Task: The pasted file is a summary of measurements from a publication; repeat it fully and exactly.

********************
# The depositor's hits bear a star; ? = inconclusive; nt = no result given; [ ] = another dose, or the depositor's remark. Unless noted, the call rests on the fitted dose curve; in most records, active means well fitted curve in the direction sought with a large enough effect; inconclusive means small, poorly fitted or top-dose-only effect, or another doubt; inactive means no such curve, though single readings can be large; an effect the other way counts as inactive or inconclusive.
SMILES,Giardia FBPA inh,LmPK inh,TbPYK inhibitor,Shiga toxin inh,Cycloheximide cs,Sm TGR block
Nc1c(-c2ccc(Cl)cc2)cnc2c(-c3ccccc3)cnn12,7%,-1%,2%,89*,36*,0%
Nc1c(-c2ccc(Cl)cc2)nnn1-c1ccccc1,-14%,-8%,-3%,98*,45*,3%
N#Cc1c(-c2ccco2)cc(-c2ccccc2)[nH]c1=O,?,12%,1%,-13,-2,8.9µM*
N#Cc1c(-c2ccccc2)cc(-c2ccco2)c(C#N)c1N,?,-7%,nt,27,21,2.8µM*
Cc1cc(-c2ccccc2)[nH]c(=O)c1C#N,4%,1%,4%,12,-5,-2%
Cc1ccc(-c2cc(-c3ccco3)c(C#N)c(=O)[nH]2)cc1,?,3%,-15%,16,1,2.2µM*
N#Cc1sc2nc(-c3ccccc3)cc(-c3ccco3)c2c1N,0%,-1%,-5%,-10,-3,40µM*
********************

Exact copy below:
# The depositor's hits bear a star; ? = inconclusive; nt = no result given; [ ] = another dose, or the depositor's remark. Unless noted, the call rests on the fitted dose curve; in most records, active means well fitted curve in the direction sought with a large enough effect; inconclusive means small, poorly fitted or top-dose-only effect, or another doubt; inactive means no such curve, though single readings can be large; an effect the other way counts as inactive or inconclusive.
SMILES,Giardia FBPA inh,LmPK inh,TbPYK inhibitor,Shiga toxin inh,Cycloheximide cs,Sm TGR block
Nc1c(-c2ccc(Cl)cc2)cnc2c(-c3ccccc3)cnn12,7%,-1%,2%,89*,36*,0%
Nc1c(-c2ccc(Cl)cc2)nnn1-c1ccccc1,-14%,-8%,-3%,98*,45*,3%
N#Cc1c(-c2ccco2)cc(-c2ccccc2)[nH]c1=O,?,12%,1%,-13,-2,8.9µM*
N#Cc1c(-c2ccccc2)cc(-c2ccco2)c(C#N)c1N,?,-7%,nt,27,21,2.8µM*
Cc1cc(-c2ccccc2)[nH]c(=O)c1C#N,4%,1%,4%,12,-5,-2%
Cc1ccc(-c2cc(-c3ccco3)c(C#N)c(=O)[nH]2)cc1,?,3%,-15%,16,1,2.2µM*
N#Cc1sc2nc(-c3ccccc3)cc(-c3ccco3)c2c1N,0%,-1%,-5%,-10,-3,40µM*